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This disgusting habit is actually good for you

Indy 100 logo Indy 100 12/2/2019 Joe Vesey-Byrne

Everyone has a hideous memory of catching someone, believing themselves to be unobserved, eating their own snot.

It makes you gag just thinking about it.

Bogies are natural, but they're also not food.

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Turns out, the snot eater may have been ahead of the curve on health trends though. They were probably doing kegels before you too.

Scientists from a group of universities, including Harvard and MIT, have said parents should not discourage the eating of bogies.

Mucus is a 'rich source of bacteria' and good for the teeth, they claim.

The study, published in the American Journal of Microbiology says snot can bolster the immune system, and help fight respiratory infections and stomach ulcers.

Natural 

Professor Scott Napper, co-author of the study and biochemist at Saskatchewan University, Canada, explained that snot and bogies are good for challenging the immune system.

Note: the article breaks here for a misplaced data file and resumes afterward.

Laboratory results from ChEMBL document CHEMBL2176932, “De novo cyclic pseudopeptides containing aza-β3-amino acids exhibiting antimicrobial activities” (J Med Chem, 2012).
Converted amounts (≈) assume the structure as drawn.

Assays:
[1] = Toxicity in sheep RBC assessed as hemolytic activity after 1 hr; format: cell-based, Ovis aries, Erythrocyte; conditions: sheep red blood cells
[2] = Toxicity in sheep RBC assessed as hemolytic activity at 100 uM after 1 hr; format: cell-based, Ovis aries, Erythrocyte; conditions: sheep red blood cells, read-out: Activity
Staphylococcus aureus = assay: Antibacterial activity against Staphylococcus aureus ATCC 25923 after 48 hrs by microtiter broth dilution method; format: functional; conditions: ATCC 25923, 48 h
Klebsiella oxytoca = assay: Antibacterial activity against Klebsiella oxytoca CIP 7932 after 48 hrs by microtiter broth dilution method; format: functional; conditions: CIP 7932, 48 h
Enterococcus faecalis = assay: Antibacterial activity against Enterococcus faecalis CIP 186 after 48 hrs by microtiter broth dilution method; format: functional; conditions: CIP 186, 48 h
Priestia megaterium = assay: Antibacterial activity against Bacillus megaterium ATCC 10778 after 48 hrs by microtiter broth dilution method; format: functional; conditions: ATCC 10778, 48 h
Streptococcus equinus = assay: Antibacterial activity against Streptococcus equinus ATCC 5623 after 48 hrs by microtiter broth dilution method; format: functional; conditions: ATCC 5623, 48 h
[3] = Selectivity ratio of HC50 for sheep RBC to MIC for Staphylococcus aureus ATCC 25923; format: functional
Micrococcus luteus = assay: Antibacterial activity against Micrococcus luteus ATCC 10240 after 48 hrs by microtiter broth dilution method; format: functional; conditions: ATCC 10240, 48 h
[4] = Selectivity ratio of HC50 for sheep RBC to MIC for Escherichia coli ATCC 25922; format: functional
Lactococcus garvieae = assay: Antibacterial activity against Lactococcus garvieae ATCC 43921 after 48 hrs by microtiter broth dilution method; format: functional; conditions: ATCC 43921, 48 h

"From an evolutionary perspective, we evolved under very dirty conditions and maybe this desire to keep our environment and our behaviours sterile isn’t actually working to our advantage."

A fellow contributor, lung specialist Professor Friedrich Bischinger, said that the bogies don't even need to be fresh.

"Eating the dry remains of what you pull out is a great way of strengthening the body’s immune system. Medically it makes great sense and is a perfectly natural thing to do.

In terms of the immune system, the nose is a filter in which a great deal of bacteria are collected, and when this mixture arrives in the intestines it works just like a medicine."

Bogie chewing gum

Having established the benefits of snots, the team plan to make a chewing gum and tooth paste with the same bacterial boost.

The products will use synthetic bogies to pass on the effects.

As to the flavouring, we can only guess.

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